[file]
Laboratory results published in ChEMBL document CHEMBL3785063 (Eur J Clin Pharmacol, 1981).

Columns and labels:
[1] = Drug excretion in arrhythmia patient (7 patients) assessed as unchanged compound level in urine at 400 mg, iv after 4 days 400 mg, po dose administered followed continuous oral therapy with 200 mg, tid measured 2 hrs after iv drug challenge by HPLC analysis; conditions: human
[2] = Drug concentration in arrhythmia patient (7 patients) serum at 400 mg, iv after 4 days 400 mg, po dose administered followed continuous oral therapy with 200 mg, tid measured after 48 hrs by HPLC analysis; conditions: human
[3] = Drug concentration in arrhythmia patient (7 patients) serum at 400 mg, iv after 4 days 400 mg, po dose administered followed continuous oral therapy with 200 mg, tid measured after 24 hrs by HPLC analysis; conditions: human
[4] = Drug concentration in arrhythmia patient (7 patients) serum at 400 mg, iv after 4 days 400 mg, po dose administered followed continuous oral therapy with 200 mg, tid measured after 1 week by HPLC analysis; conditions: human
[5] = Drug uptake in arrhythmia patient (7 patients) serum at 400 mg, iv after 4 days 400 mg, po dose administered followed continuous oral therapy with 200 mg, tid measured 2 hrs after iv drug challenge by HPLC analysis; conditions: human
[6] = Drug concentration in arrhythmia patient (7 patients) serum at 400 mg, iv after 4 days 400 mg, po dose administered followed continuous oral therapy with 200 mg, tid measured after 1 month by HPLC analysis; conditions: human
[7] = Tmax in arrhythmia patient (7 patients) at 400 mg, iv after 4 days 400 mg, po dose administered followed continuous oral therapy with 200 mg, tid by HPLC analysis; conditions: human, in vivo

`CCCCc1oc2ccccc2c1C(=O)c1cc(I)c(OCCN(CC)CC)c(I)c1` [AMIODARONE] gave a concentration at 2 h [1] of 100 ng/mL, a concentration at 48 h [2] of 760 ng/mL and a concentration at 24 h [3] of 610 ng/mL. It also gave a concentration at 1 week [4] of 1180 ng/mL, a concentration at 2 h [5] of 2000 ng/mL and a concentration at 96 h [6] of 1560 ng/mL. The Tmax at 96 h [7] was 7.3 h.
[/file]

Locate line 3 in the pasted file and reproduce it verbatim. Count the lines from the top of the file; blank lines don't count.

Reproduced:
[1] = Drug excretion in arrhythmia patient (7 patients) assessed as unchanged compound level in urine at 400 mg, iv after 4 days 400 mg, po dose administered followed continuous oral therapy with 200 mg, tid measured 2 hrs after iv drug challenge by HPLC analysis; conditions: human